Assortative mating can limit the evolution of phenotypic plasticity

Nonaka E, Brannstrom A, & Svanback R (2014). Assortative mating can limit the evolution of phenotypic plasticity. Evolutionary Ecology 28 (6): 1057-1074. DOI:10.1007/s10682-014-9728-5.

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Abstract

Phenotypic plasticity, the ability to adjust phenotype to the exposed environment, is often advantageous for organisms living in heterogeneous environments. Although the degree of plasticity appears limited in nature, many studies have reported low costs of plasticity in various species. Existing studies argue for ecological, genetic, or physiological costs or selection eliminating plasticity with high costs, but have not considered costs arising from sexual selection. Here, we show that sexual selection caused by mate choice can impede the evolution of phenotypic plasticity in a trait used for mate choice. Plasticity can remain low to moderate even in the absence of physiological or genetic costs, when individuals phenotypically adapted to contrasting environments through plasticity can mate with each other and choose mates based on phenotypic similarity. Because the non-choosy sex (i.e., males) with lower degrees of plasticity are more favored in matings by the choosy sex (i.e., females) adapted to different environments, directional selection toward higher degrees of plasticity is constrained by sexual selection. This occurs at intermediate strengths of female choosiness in the range of the parameter value we examined. Our results demonstrate that mate choice is a potential source of an indirect cost to phenotypic plasticity in a sexually selected plastic trait.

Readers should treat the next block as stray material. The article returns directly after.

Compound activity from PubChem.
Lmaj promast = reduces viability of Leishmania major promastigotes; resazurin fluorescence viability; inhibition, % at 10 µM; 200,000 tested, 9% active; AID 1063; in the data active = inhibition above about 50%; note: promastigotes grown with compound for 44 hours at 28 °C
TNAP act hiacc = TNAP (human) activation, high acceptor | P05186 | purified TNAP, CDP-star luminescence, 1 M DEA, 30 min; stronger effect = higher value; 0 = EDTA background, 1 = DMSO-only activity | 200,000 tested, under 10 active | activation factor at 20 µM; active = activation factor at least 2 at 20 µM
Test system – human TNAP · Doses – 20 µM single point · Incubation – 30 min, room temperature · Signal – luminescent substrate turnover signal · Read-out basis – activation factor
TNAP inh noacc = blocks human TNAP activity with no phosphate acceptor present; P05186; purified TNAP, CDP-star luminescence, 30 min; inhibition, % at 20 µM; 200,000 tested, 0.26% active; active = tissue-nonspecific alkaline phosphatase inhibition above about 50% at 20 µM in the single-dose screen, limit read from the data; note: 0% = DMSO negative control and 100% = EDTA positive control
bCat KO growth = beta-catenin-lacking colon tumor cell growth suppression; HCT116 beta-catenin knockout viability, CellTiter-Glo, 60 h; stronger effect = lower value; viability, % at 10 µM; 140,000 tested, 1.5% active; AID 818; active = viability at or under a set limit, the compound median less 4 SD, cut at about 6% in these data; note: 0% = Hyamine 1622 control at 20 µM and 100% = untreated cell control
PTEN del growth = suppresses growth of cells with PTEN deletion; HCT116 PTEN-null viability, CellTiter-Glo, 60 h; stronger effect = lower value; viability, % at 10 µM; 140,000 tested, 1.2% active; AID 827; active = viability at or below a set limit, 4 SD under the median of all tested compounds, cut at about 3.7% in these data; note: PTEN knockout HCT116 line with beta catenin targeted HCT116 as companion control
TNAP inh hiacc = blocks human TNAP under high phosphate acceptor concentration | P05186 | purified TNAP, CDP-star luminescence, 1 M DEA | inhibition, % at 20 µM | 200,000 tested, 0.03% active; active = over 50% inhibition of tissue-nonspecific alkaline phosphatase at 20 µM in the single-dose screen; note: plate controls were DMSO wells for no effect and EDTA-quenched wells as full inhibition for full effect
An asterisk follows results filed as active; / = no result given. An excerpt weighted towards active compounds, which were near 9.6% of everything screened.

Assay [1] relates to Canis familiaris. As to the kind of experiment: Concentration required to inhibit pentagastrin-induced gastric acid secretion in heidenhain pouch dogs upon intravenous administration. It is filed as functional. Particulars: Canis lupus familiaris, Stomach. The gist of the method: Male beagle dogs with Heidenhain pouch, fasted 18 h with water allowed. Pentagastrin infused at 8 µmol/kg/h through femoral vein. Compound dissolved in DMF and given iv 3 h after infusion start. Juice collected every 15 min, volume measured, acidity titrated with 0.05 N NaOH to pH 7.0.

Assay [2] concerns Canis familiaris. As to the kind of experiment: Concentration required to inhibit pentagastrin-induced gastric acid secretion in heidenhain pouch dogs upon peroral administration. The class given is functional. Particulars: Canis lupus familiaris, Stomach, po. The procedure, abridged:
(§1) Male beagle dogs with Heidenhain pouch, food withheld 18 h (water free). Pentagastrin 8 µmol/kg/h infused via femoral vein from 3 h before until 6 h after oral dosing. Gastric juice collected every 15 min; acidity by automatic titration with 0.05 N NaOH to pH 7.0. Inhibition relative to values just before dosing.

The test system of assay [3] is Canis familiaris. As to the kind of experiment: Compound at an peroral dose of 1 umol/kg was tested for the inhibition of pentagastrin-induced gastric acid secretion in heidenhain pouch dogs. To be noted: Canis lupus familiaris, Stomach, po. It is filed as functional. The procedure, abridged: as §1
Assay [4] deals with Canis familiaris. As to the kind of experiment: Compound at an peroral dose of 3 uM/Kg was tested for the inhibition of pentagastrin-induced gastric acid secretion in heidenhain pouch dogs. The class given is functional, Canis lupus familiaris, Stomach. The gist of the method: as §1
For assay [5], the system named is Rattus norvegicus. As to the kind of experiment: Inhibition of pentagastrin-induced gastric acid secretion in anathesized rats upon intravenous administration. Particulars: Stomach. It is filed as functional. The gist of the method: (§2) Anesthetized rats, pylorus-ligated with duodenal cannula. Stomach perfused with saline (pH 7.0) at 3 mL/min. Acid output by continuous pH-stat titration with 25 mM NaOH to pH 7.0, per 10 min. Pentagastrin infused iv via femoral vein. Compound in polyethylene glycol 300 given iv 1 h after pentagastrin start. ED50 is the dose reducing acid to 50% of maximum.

Item Type: Article
Uncontrolled Keywords: Assortative mating; Disruptive selection; Eco-evolutionary; Mate choice; Phenotypic plasticity; Sexual selection
Research Programs: Evolution and Ecology (EEP)
Bibliographic Reference: Evolutionary Ecology; 28(6):1057-1074 (November 2014) (Published online 22 July 2014)
Depositing User: IIASA Import
Date Deposited: 15 Jan 2016 08:50
Last Modified: 23 Feb 2016 11:38
URI: http://pure.iiasa.ac.at/10829

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